In today’s What Works For Me post I wanted to clarify a point I made in the very first of these articles back in January. I was talking about planning, if you remember, and the process I follow to turn an initial spark of an idea into a finished piece of writing. I was talking specifically about the ground rules I set myself to get my first novel finished back in 1994, and the fourth of those rules was don’t force it: if you’re not in the right mood to write, walk away and come back later.
A few folks took exception to this, and I can see why. I don’t think I explained myself properly, and some clarification is in order.
Writing is hard. Bloody hard. There are days when the words flow, and there are days when they definitely don’t, when you feel like you’re banging your head against a brick wall. You know what it’s like when you’re reading and you realise you’ve been looking at the same paragraph for the last fifteen minutes, maybe even the same sentence… I get that when I’m writing too. I occasionally reach a point in the day when I just can’t write another word, when I’ve stopped being productive. It can be a physical thing, not a mental thing.
THIS IS NOT THE SAME AS HITTING A PROBLEM WITH A STORY.
I’ve already said I’m going to be much more visible in 2014, with a lot of original content planned for this site. Today I’d like to introduce a new feature: What Works For Me.
Personally, I think there’s only so much about writing that you can learn from other people. I think it’s something which can’t necessarily be taught. I also happen to think it’s not all about following hard and fast rules: if you can put a series of words and sentences together which have an impact on a reader, then you’re a writer and to hell with grammar and spelling and whatever people say you can or can’t do.
Like many others I speak to, I’m by turn foolishly arrogant and desperately insecure about my writing. I’d love to be a literary giant, but I know I’m not and never will be. I write what I write – I write what I like to read, actually – and, fortunately, enough people seem to like what I do to enable me to scrape a living from it. I try not to lose sight of how important, and how fragile, that is.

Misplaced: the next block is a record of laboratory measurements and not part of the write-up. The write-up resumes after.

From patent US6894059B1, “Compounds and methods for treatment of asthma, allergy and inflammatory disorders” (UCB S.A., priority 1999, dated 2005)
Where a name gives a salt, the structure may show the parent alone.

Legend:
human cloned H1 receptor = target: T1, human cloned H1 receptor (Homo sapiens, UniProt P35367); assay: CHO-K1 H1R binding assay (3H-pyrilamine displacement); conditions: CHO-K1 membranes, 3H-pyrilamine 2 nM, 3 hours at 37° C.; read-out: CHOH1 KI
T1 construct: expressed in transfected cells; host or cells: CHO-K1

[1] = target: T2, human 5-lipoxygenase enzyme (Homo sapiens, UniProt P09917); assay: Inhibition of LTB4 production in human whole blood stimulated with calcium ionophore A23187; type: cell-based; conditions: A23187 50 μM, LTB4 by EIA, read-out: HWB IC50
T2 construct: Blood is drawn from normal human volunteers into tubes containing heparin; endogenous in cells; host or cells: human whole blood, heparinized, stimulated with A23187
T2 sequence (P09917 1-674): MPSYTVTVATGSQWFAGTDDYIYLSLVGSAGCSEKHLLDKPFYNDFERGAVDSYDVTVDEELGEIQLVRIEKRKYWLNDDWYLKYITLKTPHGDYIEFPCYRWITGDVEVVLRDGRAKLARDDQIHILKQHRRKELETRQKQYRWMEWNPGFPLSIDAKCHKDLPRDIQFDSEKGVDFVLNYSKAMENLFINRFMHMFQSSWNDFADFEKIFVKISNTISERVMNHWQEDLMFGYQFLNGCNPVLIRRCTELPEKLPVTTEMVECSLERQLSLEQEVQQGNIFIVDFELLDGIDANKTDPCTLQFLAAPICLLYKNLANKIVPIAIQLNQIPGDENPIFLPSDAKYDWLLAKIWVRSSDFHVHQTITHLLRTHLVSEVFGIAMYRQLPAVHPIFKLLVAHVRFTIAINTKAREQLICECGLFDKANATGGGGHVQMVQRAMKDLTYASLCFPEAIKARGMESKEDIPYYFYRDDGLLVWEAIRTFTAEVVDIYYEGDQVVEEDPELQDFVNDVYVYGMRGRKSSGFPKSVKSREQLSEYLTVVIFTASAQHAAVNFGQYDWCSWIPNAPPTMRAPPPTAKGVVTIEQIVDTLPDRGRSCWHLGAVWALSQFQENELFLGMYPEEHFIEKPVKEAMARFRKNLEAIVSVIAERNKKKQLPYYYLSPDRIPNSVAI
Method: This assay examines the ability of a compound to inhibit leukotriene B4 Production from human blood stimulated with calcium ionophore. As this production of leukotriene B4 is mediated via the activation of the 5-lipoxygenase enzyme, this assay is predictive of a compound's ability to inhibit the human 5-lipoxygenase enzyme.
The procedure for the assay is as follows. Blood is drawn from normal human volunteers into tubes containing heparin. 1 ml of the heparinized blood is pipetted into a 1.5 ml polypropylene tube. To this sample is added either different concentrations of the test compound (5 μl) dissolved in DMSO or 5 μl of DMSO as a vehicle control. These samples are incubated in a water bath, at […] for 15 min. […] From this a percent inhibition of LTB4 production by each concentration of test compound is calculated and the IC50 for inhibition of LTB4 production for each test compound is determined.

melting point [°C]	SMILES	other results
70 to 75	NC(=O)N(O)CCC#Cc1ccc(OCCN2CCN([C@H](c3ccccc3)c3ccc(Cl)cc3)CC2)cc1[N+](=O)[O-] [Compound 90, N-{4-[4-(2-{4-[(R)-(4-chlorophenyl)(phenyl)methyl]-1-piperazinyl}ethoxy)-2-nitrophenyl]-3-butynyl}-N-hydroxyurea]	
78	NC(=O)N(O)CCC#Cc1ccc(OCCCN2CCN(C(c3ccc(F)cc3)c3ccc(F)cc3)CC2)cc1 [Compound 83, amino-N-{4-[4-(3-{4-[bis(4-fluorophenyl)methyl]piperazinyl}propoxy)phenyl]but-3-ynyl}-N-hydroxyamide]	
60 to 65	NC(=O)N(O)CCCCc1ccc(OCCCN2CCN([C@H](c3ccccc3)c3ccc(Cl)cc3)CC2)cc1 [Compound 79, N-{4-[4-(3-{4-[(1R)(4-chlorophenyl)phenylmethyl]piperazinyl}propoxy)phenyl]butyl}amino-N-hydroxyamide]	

I don’t feel at all qualified to be dispensing writing advice but, at the same time, I do get asked a hell of a lot. And that’s what this is all about. I think it makes more sense for me to answer these questions publicly and hopefully discuss my approach with any interested parties, than to keep sending similar emails out to numerous individual folks as and when.
The view from my chair. And yes, the DVD of Autumn is there for a reason. I haven’t watched it for a couple of years. I figured it’s time for a reappraisal. Blog post coming soon…
So, if you’ve got a question about writing or publishing you want my take on, fire away. Want to know how I come up with my characters, why I write the way I do, why I don’t care what caused the Hate in Hater or the infection in Autumn, want to know about the advantages and disadvantages of traditional/self-publishing as I see them, how to set up a small press, the things to look out for when you’re arranging an author event, getting to the end of your first draft, how much you should or shouldn’t plan, why I’ll never tell you what my main characters look like…? Whatever you want to know (within reason!) please ask, and I’ll try and tell you what works for me. (Important disclaimer: it won’t necessarily work for you). Either email me direct, use the contact form, or send a message via Facebook, Goodreads or Twitter.
(Polite note: please don’t ask me to read your book/short story etc. at this time, or ask me what I think of your idea… that’s not what this is about. Much as I’d love to give individual feedback, my commitments mean it’s just not possible right now. I’ve had to say no to a lot of people asking for blurbs recently, and it’s likely to stay that way throughout 2014. Sorry).